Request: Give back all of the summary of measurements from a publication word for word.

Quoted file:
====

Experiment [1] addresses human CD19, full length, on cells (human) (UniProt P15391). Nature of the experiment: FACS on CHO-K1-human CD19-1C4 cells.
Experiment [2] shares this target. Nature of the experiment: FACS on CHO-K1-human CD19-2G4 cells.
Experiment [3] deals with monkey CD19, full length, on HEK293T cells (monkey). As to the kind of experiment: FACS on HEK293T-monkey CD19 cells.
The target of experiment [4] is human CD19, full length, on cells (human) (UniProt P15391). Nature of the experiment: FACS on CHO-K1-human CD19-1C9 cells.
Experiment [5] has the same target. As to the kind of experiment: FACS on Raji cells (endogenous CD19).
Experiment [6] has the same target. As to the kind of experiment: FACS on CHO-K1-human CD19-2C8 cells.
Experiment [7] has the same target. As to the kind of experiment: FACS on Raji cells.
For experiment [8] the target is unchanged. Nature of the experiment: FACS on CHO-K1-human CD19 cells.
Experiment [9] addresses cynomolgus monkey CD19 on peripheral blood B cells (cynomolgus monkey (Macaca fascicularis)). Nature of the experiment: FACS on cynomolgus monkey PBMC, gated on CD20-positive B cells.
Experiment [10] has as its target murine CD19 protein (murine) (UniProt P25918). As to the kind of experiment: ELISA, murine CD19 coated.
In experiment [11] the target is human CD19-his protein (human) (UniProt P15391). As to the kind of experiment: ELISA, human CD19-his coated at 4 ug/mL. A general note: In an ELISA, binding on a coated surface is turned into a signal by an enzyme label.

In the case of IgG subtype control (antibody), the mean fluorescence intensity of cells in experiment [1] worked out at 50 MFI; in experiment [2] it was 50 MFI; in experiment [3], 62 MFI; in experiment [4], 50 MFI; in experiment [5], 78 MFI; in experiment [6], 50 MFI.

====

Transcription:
Experiment [1] addresses human CD19, full length, on cells (human) (UniProt P15391). Nature of the experiment: FACS on CHO-K1-human CD19-1C4 cells.
Experiment [2] shares this target. Nature of the experiment: FACS on CHO-K1-human CD19-2G4 cells.
Experiment [3] deals with monkey CD19, full length, on HEK293T cells (monkey). As to the kind of experiment: FACS on HEK293T-monkey CD19 cells.
The target of experiment [4] is human CD19, full length, on cells (human) (UniProt P15391). Nature of the experiment: FACS on CHO-K1-human CD19-1C9 cells.
Experiment [5] has the same target. As to the kind of experiment: FACS on Raji cells (endogenous CD19).
Experiment [6] has the same target. As to the kind of experiment: FACS on CHO-K1-human CD19-2C8 cells.
Experiment [7] has the same target. As to the kind of experiment: FACS on Raji cells.
For experiment [8] the target is unchanged. Nature of the experiment: FACS on CHO-K1-human CD19 cells.
Experiment [9] addresses cynomolgus monkey CD19 on peripheral blood B cells (cynomolgus monkey (Macaca fascicularis)). Nature of the experiment: FACS on cynomolgus monkey PBMC, gated on CD20-positive B cells.
Experiment [10] has as its target murine CD19 protein (murine) (UniProt P25918). As to the kind of experiment: ELISA, murine CD19 coated.
In experiment [11] the target is human CD19-his protein (human) (UniProt P15391). As to the kind of experiment: ELISA, human CD19-his coated at 4 ug/mL. A general note: In an ELISA, binding on a coated surface is turned into a signal by an enzyme label.

In the case of IgG subtype control (antibody), the mean fluorescence intensity of cells in experiment [1] worked out at 50 MFI; in experiment [2] it was 50 MFI; in experiment [3], 62 MFI; in experiment [4], 50 MFI; in experiment [5], 78 MFI; in experiment [6], 50 MFI.